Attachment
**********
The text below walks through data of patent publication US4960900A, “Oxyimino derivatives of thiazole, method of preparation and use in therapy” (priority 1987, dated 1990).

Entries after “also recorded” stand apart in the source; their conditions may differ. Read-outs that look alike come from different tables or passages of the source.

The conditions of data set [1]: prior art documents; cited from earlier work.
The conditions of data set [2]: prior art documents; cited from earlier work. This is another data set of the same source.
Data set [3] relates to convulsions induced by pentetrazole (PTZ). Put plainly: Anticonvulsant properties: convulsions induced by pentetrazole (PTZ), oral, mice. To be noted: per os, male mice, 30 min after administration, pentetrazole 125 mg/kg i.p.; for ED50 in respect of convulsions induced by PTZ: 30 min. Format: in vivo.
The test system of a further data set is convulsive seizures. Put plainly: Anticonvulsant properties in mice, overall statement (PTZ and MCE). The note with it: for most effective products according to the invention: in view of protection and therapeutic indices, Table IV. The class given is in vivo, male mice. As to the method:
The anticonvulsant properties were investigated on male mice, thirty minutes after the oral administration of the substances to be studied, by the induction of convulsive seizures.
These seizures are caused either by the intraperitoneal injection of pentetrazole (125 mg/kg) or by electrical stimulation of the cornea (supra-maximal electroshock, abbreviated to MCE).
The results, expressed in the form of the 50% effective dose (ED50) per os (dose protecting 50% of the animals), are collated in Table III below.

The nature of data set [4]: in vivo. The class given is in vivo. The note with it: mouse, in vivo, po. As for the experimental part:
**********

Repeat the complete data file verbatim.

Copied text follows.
The text below walks through data of patent publication US4960900A, “Oxyimino derivatives of thiazole, method of preparation and use in therapy” (priority 1987, dated 1990).

Entries after “also recorded” stand apart in the source; their conditions may differ. Read-outs that look alike come from different tables or passages of the source.

The conditions of data set [1]: prior art documents; cited from earlier work.
The conditions of data set [2]: prior art documents; cited from earlier work. This is another data set of the same source.
Data set [3] relates to convulsions induced by pentetrazole (PTZ). Put plainly: Anticonvulsant properties: convulsions induced by pentetrazole (PTZ), oral, mice. To be noted: per os, male mice, 30 min after administration, pentetrazole 125 mg/kg i.p.; for ED50 in respect of convulsions induced by PTZ: 30 min. Format: in vivo.
The test system of a further data set is convulsive seizures. Put plainly: Anticonvulsant properties in mice, overall statement (PTZ and MCE). The note with it: for most effective products according to the invention: in view of protection and therapeutic indices, Table IV. The class given is in vivo, male mice. As to the method:
The anticonvulsant properties were investigated on male mice, thirty minutes after the oral administration of the substances to be studied, by the induction of convulsive seizures.
These seizures are caused either by the intraperitoneal injection of pentetrazole (125 mg/kg) or by electrical stimulation of the cornea (supra-maximal electroshock, abbreviated to MCE).
The results, expressed in the form of the 50% effective dose (ED50) per os (dose protecting 50% of the animals), are collated in Table III below.

The nature of data set [4]: in vivo. The class given is in vivo. The note with it: mouse, in vivo, po. As for the experimental part: